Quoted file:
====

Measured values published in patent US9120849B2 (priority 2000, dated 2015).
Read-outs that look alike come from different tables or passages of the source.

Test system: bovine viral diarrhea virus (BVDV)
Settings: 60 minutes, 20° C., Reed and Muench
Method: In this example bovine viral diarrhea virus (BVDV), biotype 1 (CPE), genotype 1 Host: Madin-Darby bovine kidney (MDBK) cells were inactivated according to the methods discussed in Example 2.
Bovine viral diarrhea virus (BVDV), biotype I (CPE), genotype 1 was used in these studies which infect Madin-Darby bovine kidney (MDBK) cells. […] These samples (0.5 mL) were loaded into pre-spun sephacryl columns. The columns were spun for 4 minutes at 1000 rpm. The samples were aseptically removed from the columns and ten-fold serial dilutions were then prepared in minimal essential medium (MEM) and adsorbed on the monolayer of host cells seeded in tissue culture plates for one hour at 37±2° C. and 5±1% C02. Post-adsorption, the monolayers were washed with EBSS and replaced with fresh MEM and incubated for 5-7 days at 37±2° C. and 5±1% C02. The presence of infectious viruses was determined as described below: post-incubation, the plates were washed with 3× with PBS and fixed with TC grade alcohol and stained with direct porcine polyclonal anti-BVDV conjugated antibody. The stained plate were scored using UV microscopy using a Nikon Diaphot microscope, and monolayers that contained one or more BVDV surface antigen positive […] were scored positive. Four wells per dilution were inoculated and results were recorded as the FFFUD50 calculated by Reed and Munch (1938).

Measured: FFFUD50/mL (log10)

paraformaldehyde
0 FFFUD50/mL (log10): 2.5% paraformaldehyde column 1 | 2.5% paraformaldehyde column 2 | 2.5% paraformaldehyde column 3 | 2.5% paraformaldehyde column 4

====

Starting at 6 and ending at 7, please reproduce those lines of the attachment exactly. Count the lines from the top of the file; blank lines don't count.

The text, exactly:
Bovine viral diarrhea virus (BVDV), biotype I (CPE), genotype 1 was used in these studies which infect Madin-Darby bovine kidney (MDBK) cells. […] These samples (0.5 mL) were loaded into pre-spun sephacryl columns. The columns were spun for 4 minutes at 1000 rpm. The samples were aseptically removed from the columns and ten-fold serial dilutions were then prepared in minimal essential medium (MEM) and adsorbed on the monolayer of host cells seeded in tissue culture plates for one hour at 37±2° C. and 5±1% C02. Post-adsorption, the monolayers were washed with EBSS and replaced with fresh MEM and incubated for 5-7 days at 37±2° C. and 5±1% C02. The presence of infectious viruses was determined as described below: post-incubation, the plates were washed with 3× with PBS and fixed with TC grade alcohol and stained with direct porcine polyclonal anti-BVDV conjugated antibody. The stained plate were scored using UV microscopy using a Nikon Diaphot microscope, and monolayers that contained one or more BVDV surface antigen positive […] were scored positive. Four wells per dilution were inoculated and results were recorded as the FFFUD50 calculated by Reed and Munch (1938).

Measured: FFFUD50/mL (log10)